After months of competition, the World Series comes down to this. In one corner, the Cleveland Indians. They haven’t won it all since 1948, and they are playing in a bad city for professional sporting teams. The Cleveland Browns are the NFL’s longest running joke, and before the return of prodigal son LeBron James the Cavaliers were no different when it came to the NBA. Now, the Indians have the chance to change that. With a win in the World Series, they would deliver a second major sporting title to Cleveland in less than six months. If you consider all of this, the Indians sound like the sentimental favourites. In fact, they’re not even close.
Euphoria: Chicago Cubs players celebrate their win over the Los Angeles Dodgers in the NLCS.
Instead, an Indians win would be less akin to a fairy-tale and more like the Grinch stealing Christmas. Their opponents? The Chicago Cubs. If the Indians think they have it hard, they have nothing on the long-suffering Cubs. Chicago have not been to the World Series since 1945, and the last time they actually won it was over 100 years ago, in 1908. Over the last 71 years, they have built up a reputation as Major League Baseball’s loveable losers. They have been so remarkably inept over that time that no-one sees them as a worry, and while the faithful keep turning up the wins don’t come too. To add to their placid image, the so-called “curse” which has plagued the club since 1945 is linked to an evicted billy goat in 1945. No kidding.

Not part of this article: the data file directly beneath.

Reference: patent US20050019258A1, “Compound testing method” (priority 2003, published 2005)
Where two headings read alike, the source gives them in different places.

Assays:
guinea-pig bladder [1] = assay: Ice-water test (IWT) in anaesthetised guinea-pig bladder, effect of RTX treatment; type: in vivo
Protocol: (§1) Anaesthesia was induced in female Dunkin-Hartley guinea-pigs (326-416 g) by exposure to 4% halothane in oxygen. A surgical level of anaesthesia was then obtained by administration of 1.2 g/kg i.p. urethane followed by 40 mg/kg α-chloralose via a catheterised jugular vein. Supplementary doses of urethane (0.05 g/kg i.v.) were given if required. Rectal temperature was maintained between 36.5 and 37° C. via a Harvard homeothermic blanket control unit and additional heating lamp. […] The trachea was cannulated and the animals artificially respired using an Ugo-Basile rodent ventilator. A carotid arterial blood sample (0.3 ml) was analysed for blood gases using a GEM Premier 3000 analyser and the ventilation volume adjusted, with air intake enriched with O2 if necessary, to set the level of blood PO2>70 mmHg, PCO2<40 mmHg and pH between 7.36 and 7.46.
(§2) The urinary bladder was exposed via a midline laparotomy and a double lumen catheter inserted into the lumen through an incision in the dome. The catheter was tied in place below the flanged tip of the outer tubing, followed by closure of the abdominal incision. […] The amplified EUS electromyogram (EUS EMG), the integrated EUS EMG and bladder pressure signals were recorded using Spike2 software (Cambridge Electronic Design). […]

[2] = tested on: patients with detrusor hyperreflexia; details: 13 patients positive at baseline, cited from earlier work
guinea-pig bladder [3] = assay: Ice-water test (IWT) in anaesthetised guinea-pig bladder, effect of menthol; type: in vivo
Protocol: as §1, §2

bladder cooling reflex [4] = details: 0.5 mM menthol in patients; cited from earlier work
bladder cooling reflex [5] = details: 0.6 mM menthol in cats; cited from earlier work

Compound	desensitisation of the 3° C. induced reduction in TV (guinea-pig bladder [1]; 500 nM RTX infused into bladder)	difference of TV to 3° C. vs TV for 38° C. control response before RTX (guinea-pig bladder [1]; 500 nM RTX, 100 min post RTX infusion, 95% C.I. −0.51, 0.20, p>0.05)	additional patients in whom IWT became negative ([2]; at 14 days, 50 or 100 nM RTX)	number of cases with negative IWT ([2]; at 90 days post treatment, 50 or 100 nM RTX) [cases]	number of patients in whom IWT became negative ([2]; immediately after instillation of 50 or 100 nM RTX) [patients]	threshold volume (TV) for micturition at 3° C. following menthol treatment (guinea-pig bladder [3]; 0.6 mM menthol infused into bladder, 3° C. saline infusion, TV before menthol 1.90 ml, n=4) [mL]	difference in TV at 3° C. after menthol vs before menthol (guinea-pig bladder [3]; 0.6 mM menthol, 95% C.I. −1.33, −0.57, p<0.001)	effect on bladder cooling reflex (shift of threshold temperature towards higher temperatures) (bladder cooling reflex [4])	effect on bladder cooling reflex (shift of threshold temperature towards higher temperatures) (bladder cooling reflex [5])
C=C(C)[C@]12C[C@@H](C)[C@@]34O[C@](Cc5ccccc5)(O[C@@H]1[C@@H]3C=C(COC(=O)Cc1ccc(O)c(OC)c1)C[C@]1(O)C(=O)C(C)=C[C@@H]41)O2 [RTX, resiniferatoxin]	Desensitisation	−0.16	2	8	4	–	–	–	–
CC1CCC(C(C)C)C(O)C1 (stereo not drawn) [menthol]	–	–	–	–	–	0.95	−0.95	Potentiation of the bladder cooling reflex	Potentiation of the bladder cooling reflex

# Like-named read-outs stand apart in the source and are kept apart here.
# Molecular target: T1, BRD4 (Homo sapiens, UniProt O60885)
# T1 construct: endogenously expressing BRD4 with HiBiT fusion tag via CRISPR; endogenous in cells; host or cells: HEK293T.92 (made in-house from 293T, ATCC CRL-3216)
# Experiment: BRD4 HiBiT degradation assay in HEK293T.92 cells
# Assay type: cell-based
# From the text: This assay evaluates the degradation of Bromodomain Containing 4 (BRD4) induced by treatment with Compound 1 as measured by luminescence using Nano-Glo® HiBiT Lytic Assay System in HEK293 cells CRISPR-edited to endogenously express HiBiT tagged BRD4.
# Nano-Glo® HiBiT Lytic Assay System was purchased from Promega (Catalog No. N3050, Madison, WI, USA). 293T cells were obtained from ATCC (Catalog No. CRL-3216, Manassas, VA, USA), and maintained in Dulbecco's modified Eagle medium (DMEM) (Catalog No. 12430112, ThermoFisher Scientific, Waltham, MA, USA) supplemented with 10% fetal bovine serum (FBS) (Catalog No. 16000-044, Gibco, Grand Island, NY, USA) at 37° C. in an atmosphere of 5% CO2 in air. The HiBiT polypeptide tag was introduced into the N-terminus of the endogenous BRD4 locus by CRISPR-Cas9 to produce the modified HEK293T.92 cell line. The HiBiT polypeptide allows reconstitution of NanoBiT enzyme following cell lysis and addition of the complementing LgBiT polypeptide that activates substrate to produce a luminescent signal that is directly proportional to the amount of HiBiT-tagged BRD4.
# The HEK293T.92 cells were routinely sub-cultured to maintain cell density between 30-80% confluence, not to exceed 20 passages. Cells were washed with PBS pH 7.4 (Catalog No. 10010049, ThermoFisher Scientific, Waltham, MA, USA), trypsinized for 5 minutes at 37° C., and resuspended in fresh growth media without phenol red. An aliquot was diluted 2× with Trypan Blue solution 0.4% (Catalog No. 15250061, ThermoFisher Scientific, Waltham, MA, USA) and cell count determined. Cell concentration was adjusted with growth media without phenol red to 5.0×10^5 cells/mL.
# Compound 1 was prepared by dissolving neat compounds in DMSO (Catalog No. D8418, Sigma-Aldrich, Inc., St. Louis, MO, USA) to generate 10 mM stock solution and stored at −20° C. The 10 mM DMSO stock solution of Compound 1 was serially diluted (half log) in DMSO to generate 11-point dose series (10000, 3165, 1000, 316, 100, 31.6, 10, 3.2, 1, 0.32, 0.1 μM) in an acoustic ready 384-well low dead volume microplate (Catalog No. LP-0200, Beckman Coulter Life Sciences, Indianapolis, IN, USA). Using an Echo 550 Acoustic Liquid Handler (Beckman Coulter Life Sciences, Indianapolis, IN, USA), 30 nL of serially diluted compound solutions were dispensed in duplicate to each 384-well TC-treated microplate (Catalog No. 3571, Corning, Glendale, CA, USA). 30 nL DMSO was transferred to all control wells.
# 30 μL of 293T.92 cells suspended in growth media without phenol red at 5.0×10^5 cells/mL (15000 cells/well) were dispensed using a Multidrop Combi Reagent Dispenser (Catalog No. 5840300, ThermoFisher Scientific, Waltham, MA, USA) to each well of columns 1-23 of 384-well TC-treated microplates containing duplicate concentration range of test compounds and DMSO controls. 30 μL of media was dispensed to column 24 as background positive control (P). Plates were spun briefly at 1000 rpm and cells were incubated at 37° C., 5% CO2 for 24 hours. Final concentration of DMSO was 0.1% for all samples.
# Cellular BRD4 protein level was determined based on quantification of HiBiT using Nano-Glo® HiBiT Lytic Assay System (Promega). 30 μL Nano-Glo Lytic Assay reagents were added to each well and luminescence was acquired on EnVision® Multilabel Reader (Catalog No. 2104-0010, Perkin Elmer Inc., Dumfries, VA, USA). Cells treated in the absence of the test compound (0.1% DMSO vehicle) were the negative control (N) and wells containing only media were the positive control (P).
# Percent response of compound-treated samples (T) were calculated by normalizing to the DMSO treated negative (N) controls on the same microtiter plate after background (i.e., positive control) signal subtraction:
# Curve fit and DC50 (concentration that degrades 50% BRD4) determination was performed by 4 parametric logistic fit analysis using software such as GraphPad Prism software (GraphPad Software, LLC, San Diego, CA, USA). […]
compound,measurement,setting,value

The Cubs have made the World Series, and in doing so they have crossed a bridge that has long been impassable. That one throw against Los Angeles, from Javier Baez to Anthony Rizzo, has changed everything. It has brought joy to those who have waited decades for it, but Cubs fans will know it’s not over yet. None of them will see it as a sure thing, instead looking at all the things that could so easily derail the Cubs bandwagon. It is nowhere near a sure thing against a team like the Indians. But this World Series goes so far beyond the seven games between Cleveland and Chicago. It represents seventy years of suffering, of constant losses and the Billy Goat curse. The Wrigley faithful, who have kept turning up in all conditions despite loss after loss, just deserve this. They’ll be turning up again throughout this World Series, loud and joyful as ever. They have the support of the neutrals, they have the team, and they have the confidence. Now all they need is the ring.